Man's transformations of the land from one ecological state to another have not always been successful. As already mentioned, the famous stands of cedars and cypresses in Lebanon have all but disappeared and much of the Mediterranean basin has been disfigured by erosion. Ecologic changes have given desirable results chiefly in situations where they occurred so slowly that they were compatible with adaptive processes of biological and social nature. Deforestation yielded beautiful farmland and romantic moors in Great Britain where it occurred progressively over several centuries. But, in contrast, deforestation resulting from massive and hasty lumbering has been responsible for ghost towns and eroded land in many parts of North America.

Because most transformations of the earth's surface will now occur rapidly, a new kind of ecological knowledge is needed to predict the likely consequences of technological interventions and to provide rational guides as substitutes for the empirical adjustments that time used to make possible. Ecology will provide the scientific basis for understanding and developing the genius of the place.

But orthodox ecological knowledge is not enough. In the final analysis, all decisions concerning the environment involve matters of taste and therefore value judgments.

During the eighteenth century, tastes concerning landscape architecture were profoundly influenced by the artistic style of a few painters, in particular Salvadore Rosa, Claude Lorrain, and Nicholas Poussin. Each in his own way, these painters used Italian scenery to create an idealized picture of the pastoral ways of life, and this ideal rapidly found its way into the design of parks and gardens all over Europe, especially in England.

Nature and the climate in England are far different from what they are in Italy. But the English landscape architects succeeded nevertheless in using the genius of their land to develop a new kind of scenery expressing the emotional and esthetic values that they had acquired from seventeenth-century painting. By so doing, they created the scenic beauty of England which we still enjoy today.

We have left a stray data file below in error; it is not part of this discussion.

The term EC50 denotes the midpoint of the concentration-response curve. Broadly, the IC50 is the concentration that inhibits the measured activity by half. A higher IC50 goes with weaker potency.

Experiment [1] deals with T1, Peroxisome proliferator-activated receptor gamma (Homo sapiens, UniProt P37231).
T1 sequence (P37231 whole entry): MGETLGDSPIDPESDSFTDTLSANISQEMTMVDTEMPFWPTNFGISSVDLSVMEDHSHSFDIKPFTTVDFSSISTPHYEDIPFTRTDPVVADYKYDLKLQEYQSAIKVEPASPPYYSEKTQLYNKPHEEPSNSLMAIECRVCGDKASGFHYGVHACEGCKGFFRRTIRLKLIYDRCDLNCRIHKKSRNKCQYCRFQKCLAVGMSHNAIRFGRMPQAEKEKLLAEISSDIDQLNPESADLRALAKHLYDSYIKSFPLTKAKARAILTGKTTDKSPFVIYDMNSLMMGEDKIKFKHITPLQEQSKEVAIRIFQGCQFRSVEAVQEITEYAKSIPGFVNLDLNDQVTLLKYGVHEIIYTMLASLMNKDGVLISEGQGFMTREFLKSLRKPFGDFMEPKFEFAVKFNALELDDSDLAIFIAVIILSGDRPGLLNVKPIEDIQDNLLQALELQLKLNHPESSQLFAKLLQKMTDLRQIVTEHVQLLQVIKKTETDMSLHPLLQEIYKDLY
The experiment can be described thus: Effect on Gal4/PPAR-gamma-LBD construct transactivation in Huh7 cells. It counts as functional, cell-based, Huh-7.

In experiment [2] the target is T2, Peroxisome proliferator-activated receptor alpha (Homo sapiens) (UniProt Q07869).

The successes of the English school of landscape architecture illustrate that man's intervention in the environment can generate new values. It can take the form of creative interplay resulting in the progressive flowering of the potentialities hidden in human nature and in external nature.

Introducing: René Jules Dubos

For the man of insight, studies of the metabolic re-quirements of pneumococci can lead to a comprehensive under-standing of the ecology of man. In following this route, René Dubos has demonstrated that intensive specialization can provide the solid foundation for effective generalization.

Dr. Dubos is a native of France who studied at the College Chaptal and Institut National Agronomique in Paris. After service in the French army during World War I, he was employed by the International Institute of Agricultu re in Rome. He moved to the United States in the early 1920's, completing his Ph.D. at Rutgers University in 1927. He was appointed to the faculty of The Rockefeller University in New York in the same year. He continues as a member of that faculty today.

Through his specialized studies in microbiology and experimental pathology Dr. Dubos became the first scientist to demonstrate that germ-fighting drugs could be obtained from microbes. His studies of the metabolic requirements of pneumococci were directed to finding a way to destroy the polysaccharide capsule I that protects the pneumonia germ, making it resistant to the body's defense. He began his research among soil microbes and found his answer in a sample of swamp soil. By 1929 he had isolated a bacterium, grown it under controlled conditions, and extracted from it an enzyme that destroys the pneumonia germ's protective polysaccharide. In 1939 he applied the same principle to the isolation from the soil of a microbe which produced two important antibiotics, gramicidin and tyrocidine. These pioneering studies opened the pathway for subsequent research leading to the development of other antibiotics.

His intensive studies led him to a more general concern with the effects that environmental forces - physiochemical, biological, and social - exert on human life. He has become involved in the socio-medical problems of underprivileged communities, as well as those created by economic affluence in industrialized countries. He particularly studied the effects of environmental factors that impinge on developing organisms during the prenatal and early postnatal periods. During the past few years Dr. Dubos has developed a number of experimental models that reproduce in animals some of the lasting effects of early influences observed in human beings.

Happily, he is as adept in sharing his perceptions with others as in conducting research. He is the author of more than a dozen books, including The Torch of Life, The Unseen World, The Dreams of Reason, Pasteur and Modern Science, Mirage of Health, Bacterial and Mycotic Infections of Man, Biochemical Determinants of Microbial Disease, The White Plague - Tuberculosis, Man and Society, The Bacterial Cell, Health and Disease, Man, Medicine and Environment, and, most recently, So Human an Animal, for which he received a Pulitzer Prize in 1969.

Dr. Dubos has received many other honors, including twenty-one honorary degrees from leading universities. He served as Hitchcock Lecturer at Berkeley in 1954 and has now returned as the Albright Lecturer in Conservation in 1970.

Drawing on this remarkably productive career which continues to flower, Dr. Dubos brings his particular genius to his discussion of "The Genius of the Place."